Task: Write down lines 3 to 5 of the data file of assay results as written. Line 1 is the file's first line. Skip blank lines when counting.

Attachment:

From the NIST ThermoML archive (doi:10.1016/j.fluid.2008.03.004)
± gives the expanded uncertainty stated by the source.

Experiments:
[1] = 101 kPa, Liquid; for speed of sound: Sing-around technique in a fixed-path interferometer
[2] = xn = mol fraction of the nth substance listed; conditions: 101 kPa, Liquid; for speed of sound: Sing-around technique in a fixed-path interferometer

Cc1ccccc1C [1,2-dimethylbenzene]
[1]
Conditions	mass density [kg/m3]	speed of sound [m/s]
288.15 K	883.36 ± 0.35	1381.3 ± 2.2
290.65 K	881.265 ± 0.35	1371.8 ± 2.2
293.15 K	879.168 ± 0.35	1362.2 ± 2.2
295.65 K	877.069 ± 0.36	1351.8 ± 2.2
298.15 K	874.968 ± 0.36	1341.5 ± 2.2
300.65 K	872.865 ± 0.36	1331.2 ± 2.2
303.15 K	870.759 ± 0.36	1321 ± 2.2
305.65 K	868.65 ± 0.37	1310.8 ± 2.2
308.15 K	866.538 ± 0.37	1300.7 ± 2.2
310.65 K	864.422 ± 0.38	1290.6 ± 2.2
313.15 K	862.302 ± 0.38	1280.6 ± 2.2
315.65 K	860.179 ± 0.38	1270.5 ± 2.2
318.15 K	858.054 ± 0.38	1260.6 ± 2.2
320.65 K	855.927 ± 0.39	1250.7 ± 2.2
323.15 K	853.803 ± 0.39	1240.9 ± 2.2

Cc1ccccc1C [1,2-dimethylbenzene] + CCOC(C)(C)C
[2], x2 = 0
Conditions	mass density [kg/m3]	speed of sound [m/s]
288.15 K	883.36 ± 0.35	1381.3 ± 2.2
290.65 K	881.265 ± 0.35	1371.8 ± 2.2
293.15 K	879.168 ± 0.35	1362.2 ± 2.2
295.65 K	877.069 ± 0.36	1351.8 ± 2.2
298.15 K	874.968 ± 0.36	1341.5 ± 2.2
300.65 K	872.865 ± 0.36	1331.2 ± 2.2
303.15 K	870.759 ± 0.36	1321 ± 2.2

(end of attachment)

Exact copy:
Experiments:
[1] = 101 kPa, Liquid; for speed of sound: Sing-around technique in a fixed-path interferometer
[2] = xn = mol fraction of the nth substance listed; conditions: 101 kPa, Liquid; for speed of sound: Sing-around technique in a fixed-path interferometer